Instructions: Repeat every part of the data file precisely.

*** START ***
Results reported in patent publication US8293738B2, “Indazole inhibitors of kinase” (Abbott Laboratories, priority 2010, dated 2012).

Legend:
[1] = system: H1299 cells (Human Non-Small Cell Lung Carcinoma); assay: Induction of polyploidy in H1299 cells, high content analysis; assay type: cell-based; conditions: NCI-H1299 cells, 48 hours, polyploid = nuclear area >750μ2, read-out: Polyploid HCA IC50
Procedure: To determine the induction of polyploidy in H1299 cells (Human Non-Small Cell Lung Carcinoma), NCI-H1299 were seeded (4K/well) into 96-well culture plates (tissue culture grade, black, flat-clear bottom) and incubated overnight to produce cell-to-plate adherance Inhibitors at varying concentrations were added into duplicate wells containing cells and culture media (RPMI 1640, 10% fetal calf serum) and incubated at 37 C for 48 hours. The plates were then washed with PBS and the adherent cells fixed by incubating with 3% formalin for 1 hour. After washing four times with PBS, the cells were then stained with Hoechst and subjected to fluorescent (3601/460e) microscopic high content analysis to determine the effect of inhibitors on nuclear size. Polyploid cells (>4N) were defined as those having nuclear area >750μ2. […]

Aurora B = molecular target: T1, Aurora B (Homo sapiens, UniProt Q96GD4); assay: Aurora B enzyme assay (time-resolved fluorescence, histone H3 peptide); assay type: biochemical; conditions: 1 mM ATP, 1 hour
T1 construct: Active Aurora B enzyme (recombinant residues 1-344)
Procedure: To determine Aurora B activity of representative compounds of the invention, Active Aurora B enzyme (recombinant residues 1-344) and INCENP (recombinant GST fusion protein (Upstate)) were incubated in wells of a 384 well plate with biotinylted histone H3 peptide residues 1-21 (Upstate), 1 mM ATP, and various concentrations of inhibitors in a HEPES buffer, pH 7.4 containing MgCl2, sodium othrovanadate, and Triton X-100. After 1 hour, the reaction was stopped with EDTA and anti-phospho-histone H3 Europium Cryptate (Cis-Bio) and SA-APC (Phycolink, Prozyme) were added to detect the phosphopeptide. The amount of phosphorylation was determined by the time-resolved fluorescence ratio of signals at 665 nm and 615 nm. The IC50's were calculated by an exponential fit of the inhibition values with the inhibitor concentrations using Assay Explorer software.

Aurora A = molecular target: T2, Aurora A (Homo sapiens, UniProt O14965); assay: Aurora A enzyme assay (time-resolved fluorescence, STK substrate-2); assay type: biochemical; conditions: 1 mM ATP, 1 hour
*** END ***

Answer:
Results reported in patent publication US8293738B2, “Indazole inhibitors of kinase” (Abbott Laboratories, priority 2010, dated 2012).

Legend:
[1] = system: H1299 cells (Human Non-Small Cell Lung Carcinoma); assay: Induction of polyploidy in H1299 cells, high content analysis; assay type: cell-based; conditions: NCI-H1299 cells, 48 hours, polyploid = nuclear area >750μ2, read-out: Polyploid HCA IC50
Procedure: To determine the induction of polyploidy in H1299 cells (Human Non-Small Cell Lung Carcinoma), NCI-H1299 were seeded (4K/well) into 96-well culture plates (tissue culture grade, black, flat-clear bottom) and incubated overnight to produce cell-to-plate adherance Inhibitors at varying concentrations were added into duplicate wells containing cells and culture media (RPMI 1640, 10% fetal calf serum) and incubated at 37 C for 48 hours. The plates were then washed with PBS and the adherent cells fixed by incubating with 3% formalin for 1 hour. After washing four times with PBS, the cells were then stained with Hoechst and subjected to fluorescent (3601/460e) microscopic high content analysis to determine the effect of inhibitors on nuclear size. Polyploid cells (>4N) were defined as those having nuclear area >750μ2. […]

Aurora B = molecular target: T1, Aurora B (Homo sapiens, UniProt Q96GD4); assay: Aurora B enzyme assay (time-resolved fluorescence, histone H3 peptide); assay type: biochemical; conditions: 1 mM ATP, 1 hour
T1 construct: Active Aurora B enzyme (recombinant residues 1-344)
Procedure: To determine Aurora B activity of representative compounds of the invention, Active Aurora B enzyme (recombinant residues 1-344) and INCENP (recombinant GST fusion protein (Upstate)) were incubated in wells of a 384 well plate with biotinylted histone H3 peptide residues 1-21 (Upstate), 1 mM ATP, and various concentrations of inhibitors in a HEPES buffer, pH 7.4 containing MgCl2, sodium othrovanadate, and Triton X-100. After 1 hour, the reaction was stopped with EDTA and anti-phospho-histone H3 Europium Cryptate (Cis-Bio) and SA-APC (Phycolink, Prozyme) were added to detect the phosphopeptide. The amount of phosphorylation was determined by the time-resolved fluorescence ratio of signals at 665 nm and 615 nm. The IC50's were calculated by an exponential fit of the inhibition values with the inhibitor concentrations using Assay Explorer software.

Aurora A = molecular target: T2, Aurora A (Homo sapiens, UniProt O14965); assay: Aurora A enzyme assay (time-resolved fluorescence, STK substrate-2); assay type: biochemical; conditions: 1 mM ATP, 1 hour